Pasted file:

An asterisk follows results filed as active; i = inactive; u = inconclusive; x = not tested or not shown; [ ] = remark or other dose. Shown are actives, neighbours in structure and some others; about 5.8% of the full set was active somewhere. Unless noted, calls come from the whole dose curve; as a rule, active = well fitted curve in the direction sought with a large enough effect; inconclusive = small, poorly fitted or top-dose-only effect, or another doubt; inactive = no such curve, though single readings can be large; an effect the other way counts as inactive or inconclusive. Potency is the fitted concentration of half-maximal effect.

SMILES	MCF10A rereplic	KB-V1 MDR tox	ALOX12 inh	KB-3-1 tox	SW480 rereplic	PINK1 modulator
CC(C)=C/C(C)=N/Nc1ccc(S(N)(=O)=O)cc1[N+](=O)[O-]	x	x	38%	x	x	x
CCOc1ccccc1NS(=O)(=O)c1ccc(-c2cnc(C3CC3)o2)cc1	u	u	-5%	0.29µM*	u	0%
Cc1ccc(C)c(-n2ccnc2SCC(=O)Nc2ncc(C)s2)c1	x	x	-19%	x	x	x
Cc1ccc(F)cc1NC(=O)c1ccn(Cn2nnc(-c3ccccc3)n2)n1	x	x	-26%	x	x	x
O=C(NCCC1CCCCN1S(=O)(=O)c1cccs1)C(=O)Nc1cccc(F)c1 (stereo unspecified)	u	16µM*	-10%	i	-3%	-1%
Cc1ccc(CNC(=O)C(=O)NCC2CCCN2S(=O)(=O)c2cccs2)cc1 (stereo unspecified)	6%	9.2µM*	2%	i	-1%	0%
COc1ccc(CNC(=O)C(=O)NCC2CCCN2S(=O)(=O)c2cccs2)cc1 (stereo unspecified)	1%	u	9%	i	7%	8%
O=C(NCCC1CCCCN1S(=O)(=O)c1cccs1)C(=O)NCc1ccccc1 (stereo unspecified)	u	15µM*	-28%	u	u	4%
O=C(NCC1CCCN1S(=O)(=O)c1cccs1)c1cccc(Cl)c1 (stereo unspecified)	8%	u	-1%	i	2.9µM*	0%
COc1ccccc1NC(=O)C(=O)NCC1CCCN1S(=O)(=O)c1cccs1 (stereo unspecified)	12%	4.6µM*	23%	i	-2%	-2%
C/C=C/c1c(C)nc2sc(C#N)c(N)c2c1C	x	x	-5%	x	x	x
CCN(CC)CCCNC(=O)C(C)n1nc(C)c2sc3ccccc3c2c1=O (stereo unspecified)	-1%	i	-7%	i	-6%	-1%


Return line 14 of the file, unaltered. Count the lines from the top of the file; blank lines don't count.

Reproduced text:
CCN(CC)CCCNC(=O)C(C)n1nc(C)c2sc3ccccc3c2c1=O (stereo unspecified)	-1%	i	-7%	i	-6%	-1%